On our way back to Tacloban City we made a small detour to visit Balangiga, a village near Sulangan. Balangiga was the site of a battle during the Philippine-American war. In 1901, guerillas attacked a group of American soldiers and killed almost 50 Americans. In retaliation, the American army burned down the (now deserted) village when they returned, and American general Jacob H. Smith ordered the killing of everyone ten years old and over. Thousands of Filipinos perished, most of them civilians (American estimates are 2,000-3,000 casualties, Filipino estimates are much higher). Because of the killings, Gen. Smith was reprimanded (!) and forced into early retirement.
On the central square in Balangiga, in front of the church, is now a large monument commemorating the initial guerilla attack and ensuing battle. The battle is now known as the Balangiga massacre, the Balangiga incident, or the Balangiga encounter. The latter phrase is used in the monument inscription.
Photos from Balangiga
We started our trip at 4am, and even though we had breakfast and snacks in the car, we felt hungry after the mass. So when we passed a few resorts on our way to Balangiga we decided to stop at one of them to have lunch.
We stopped for lunch at Villa Calicoan, a small coastal resort. We were soon joined by other pilgrims, on their way back from Sulangan to Tacloban City.
Villa Calicoan is a very small resort, but it has several spots with a beautiful view over the ocean. While waiting the ladies in our company (that means everyone except me and the driver) roamed around to find nice spots to pose and take photos of each other, and I also took a few photos of the views (and of the ladies).
The Surf Camp is a luxury resort, almost next door to Villa Calicoan. The ladies wanted to have a look, and as there were no guests at the time we received permission for a short visit.
From the southern tip of Samar back to Tacloban City is a long trip, so we had another stop-over for a drink, a walk, a rest, and another photo shoot - this time at the Caluwayan Palm Island Resort.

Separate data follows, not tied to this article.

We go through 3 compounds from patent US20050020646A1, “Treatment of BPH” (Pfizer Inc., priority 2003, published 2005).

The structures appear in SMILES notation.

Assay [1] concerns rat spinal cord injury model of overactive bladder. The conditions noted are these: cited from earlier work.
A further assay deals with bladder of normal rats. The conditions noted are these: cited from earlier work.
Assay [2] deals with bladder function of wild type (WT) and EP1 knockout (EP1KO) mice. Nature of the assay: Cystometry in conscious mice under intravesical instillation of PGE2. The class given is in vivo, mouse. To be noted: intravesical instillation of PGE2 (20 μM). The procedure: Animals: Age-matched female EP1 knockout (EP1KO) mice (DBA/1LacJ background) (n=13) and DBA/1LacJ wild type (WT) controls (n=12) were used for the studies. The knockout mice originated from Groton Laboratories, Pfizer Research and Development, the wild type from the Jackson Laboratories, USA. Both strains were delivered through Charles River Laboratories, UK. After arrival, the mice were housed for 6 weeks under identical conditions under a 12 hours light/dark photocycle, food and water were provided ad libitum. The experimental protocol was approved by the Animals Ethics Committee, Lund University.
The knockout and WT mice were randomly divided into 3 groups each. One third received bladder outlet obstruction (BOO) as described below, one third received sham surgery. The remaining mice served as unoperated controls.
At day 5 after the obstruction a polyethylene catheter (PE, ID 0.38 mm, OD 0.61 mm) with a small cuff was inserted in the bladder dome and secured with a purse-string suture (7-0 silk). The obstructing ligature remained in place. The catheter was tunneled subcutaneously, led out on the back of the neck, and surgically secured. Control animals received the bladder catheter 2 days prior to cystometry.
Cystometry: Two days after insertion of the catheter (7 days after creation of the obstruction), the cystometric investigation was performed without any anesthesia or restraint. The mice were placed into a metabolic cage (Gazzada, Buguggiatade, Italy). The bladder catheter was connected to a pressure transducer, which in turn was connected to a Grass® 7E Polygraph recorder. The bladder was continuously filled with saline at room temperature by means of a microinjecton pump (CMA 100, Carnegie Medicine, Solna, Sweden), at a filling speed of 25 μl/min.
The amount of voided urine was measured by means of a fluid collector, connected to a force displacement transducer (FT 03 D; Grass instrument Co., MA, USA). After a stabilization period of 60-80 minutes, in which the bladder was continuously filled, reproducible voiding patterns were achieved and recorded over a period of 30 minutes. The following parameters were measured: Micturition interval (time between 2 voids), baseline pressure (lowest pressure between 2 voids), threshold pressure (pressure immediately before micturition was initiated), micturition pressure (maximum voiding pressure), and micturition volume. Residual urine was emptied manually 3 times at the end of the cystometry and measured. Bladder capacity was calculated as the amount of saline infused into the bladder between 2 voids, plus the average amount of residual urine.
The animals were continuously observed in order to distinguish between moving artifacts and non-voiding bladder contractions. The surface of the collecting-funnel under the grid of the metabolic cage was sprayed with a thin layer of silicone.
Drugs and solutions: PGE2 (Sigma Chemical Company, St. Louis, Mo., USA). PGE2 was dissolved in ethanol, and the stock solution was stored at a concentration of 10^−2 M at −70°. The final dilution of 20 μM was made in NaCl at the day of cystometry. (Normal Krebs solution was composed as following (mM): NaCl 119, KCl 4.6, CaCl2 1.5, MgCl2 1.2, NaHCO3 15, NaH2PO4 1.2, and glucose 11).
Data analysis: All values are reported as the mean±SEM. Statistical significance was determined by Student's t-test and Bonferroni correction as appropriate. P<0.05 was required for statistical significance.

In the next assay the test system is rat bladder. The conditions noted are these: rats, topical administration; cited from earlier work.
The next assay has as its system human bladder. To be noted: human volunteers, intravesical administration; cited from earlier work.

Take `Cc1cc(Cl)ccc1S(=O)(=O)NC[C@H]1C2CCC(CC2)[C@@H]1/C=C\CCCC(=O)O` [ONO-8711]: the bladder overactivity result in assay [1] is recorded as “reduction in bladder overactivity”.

Sulangan, Balangiga, Villa Calicoan, and The Surf Camp are in the municipality Guiuan, province Eastern Samar, at the extreme southern tip of the island Samar. Caluwayan Palm Island Resort is in the municipality Marabut, province Samar.
If you just want to see Sulangan and/or Balangiga, a day trip from Tacloban City probably the easiest way. Tacloban has daily flights to Manila and Cebu, and proper hotels. It is possible to travel by public transport, but I would not recommend it: Jeepneys and vans are uncomfortable and crowded, the roads in Samar are bad, and it's a long trip. Furthermore, there is no time table: You never know when the next van back to Tacloban will arrive. You are better off renting a car, preferably with driver. If you have relatives in Tacloban, they will no doubt advise you about a suitable driver, otherwise head to the tourist office for advice.
If you plan to stay at one of the resorts, you will also travel via Tacloban City. Your resort can arrange a transfer from Tacloban City airport to the resort.
Eating, drinking, sleeping
There are several resorts on the southern tip of Samar, but I have no personal experience with them - except what I mentioned above. The lunch we had at Villa Calicoan was good enough but not terrific, and as far as I could see it was a decent, clean an well-maintained resort (but I have not been inside to take a look). I would probably go there if I needed a place to stay.
The neighbouring Surf Camp is too expensive for my taste, but if you want something more exclusive than The Surf Camp is probably the place to go. And compared to prices at European and American resorts and hotels, it's not that expensive anyway.
What to do
The area has a few old churches and historical sites (like Balangiga mentioned above), and there is some natural beauty to admire, but most people come here for only one thing: Windsurfing. If that's not your thing, you're probably better off going elsewhere (or just visit on a day trip, like we did).